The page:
Apple has finally revealed the latest version of OS X, and it’s one of the biggest updates for the operating system in years. In today’s video, we take a quick look at OS X Yosemite in action and provide a quick overview what it has to offer.
Don’t let this happen to you. Screengrab and photos: Joshua Smith/Cult of Mac
An overwhelming sense of eagerness overtook me after Apple showed off OS X Yosemite at WWDC. The redesigned interface and accompanying features, like a spruced-up Spotlight and the ability to take phone calls on your Mac, made downloading the beta version too intriguing to pass up.
Little did I know that moments after finalizing the installation, I would encounter a massive problem that would send me on an emotional ride.
Clocking in at 2 hours, Apple’s 2014 WWDC keynote is a lot to take in, when you just want to know the facts about what’s heading to your Apple devices.
Well Cult of Mac is here for you, we’ve chopped it down into bite-size chunks so you can find out everything you need to know in no time. Also make sure to subscribe to our Youtube channel so you don’t miss any of the latest iOS 8 or OS X Yosemite videos and other great content 7 days a week.
iMacs are an investment, but when year after year newer, more powerful iMacs are released it can make you feel a little disheartened. In this quick and simple Sunday Tips video, Ste Smith will show you how upgrade your iMac’s (2009-2011) ram so it’s faster and more powerful than the day you brought it home.
With Apple recently making OSX Beta Seed downloads available to the general public, Cult of Mac’s Ste Smith shows you how to prep your Mac to install the latest software. Get the latest OSX updates before general release by following the simple steps shown.
Take a look at the video to see what you need to do.
The OS X sidebar, introduced in Mac OS X Panther (10.3), has gotten an increased set of features over the years, including the most recent changes in Mountain Lion, which let you Hide and change the order of your Sidebar items.
These changes carried over to Mavericks, and it’s possible some of us forgot that we could do these things, if we even knew it in the first place.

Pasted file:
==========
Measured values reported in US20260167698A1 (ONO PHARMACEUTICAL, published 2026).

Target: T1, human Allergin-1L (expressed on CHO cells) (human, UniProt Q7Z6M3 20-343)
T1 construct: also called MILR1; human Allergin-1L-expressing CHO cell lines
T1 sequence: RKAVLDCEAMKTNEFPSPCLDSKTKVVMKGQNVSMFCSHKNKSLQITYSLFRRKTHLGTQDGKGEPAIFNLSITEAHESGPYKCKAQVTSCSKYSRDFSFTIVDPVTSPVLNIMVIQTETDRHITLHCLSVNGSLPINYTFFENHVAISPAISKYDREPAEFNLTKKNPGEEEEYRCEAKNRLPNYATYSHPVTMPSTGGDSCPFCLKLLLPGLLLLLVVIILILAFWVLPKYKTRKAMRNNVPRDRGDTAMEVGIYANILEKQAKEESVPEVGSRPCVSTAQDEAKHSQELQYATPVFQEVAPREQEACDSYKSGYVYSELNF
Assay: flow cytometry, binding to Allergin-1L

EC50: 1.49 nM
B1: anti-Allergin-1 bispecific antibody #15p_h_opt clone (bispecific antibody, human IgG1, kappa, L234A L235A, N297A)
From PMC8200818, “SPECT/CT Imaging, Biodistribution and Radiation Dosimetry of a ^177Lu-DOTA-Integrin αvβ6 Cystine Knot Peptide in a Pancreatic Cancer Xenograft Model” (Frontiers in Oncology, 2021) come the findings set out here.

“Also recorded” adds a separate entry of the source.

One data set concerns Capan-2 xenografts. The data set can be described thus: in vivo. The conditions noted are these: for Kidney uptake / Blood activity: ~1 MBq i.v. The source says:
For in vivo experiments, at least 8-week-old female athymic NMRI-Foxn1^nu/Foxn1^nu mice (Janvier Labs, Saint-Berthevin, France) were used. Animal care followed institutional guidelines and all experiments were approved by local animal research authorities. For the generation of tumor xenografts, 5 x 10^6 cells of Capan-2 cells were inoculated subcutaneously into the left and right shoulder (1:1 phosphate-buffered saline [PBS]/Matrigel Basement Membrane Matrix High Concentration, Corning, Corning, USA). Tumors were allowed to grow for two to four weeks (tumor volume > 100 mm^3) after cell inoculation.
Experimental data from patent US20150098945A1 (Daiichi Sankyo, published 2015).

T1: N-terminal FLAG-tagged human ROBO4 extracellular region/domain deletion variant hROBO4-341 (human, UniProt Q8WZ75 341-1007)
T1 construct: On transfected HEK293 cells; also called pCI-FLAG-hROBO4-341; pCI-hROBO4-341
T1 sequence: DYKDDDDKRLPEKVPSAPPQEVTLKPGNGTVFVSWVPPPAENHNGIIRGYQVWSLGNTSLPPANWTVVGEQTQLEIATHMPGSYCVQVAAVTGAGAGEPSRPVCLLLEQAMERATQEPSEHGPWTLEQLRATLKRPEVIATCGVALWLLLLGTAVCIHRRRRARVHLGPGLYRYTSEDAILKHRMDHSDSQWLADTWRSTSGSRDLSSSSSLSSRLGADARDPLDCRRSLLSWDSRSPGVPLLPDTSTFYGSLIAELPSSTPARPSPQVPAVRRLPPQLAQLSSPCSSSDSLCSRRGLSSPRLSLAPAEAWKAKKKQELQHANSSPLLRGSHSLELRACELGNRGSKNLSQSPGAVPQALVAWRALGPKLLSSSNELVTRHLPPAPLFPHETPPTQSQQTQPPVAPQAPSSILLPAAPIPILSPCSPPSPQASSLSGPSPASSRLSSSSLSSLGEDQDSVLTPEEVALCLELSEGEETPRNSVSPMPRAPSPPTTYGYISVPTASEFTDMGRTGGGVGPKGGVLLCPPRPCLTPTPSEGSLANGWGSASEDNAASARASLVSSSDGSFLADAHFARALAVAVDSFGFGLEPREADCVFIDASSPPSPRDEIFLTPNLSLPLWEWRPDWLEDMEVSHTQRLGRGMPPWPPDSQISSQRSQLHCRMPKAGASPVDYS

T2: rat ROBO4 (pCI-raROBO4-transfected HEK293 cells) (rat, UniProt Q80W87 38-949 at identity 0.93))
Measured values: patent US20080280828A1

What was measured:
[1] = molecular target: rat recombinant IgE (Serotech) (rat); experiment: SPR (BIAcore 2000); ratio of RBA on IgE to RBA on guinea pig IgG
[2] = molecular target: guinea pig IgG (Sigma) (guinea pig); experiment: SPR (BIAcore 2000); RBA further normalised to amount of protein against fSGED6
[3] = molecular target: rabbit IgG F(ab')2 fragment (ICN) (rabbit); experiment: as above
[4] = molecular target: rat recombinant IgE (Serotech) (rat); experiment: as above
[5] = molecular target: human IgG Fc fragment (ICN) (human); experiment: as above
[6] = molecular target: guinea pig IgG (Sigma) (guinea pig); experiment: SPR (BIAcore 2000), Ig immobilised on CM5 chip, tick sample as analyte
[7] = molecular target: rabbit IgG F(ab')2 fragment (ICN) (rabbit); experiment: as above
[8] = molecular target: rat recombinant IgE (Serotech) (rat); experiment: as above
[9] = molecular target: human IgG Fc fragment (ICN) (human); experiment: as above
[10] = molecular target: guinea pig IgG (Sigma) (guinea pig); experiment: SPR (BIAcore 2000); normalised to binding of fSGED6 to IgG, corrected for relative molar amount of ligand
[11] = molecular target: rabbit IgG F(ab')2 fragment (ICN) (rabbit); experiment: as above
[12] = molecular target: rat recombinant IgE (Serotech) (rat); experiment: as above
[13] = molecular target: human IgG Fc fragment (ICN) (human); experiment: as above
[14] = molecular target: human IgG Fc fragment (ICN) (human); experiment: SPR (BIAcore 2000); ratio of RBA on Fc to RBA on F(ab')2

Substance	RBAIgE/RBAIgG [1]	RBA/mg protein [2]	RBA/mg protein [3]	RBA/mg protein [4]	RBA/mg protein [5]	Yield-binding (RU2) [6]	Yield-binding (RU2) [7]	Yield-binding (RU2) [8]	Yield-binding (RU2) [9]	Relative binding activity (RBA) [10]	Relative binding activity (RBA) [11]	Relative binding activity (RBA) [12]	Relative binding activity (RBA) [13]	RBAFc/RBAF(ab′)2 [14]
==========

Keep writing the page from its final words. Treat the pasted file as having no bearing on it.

In the spirit of showing you how to do do stuff you may have missed, here’s how to add things to your Sidebar, hide them when you don’t want to see them, and then move them into a different order over there on the left-hand side of your Finder window.
Many videos that you purchase these days via iTunes or other sources have subtitles, those little words beneath the screen that were created to help caption videos.
These can be useful for someone with a hearing impairment, or who reads a different language than the one being spoken in the video, to watch these during a movie.
In OS X Mavericks, you can easily get subtitles going in any supported video, and you can customize the way they look, as well. Here’s how to find out if your video supports subtitles, how to turn them on and how to change their look and feel.
One of the things you can do to keep them out of your precious files is to turn off File Sharing completely. Then, if you still want to share files with other Mac users, you can use AirDrop, which is more of a temporary opening of the security gates than File Sharing is.
Note that you can indeed improve security while using File Sharing on and setting up your Firewall with specific ports, but that’s the subject of a different tip.
While the latest version of Apple’s fantastic (and free!) music production suite, GarageBand, has lost some functionality like podcasting and Magic GarageBand, it still has plenty to recommend it for those new to music or old vets alike.
One of these cool features is the Learn to Play function, which has some pretty good basic music tutorials baked right in, along with the capability to purchase videos from hit artists like Sting and Norah Jones, who teach you how to play some of their famous songs.
It’s a pretty heady set of music learning; here’s how to access it. Getting really good at your instrument will take more than watching a video or three, but this is a great start if you want to try your hand at the guitar or piano.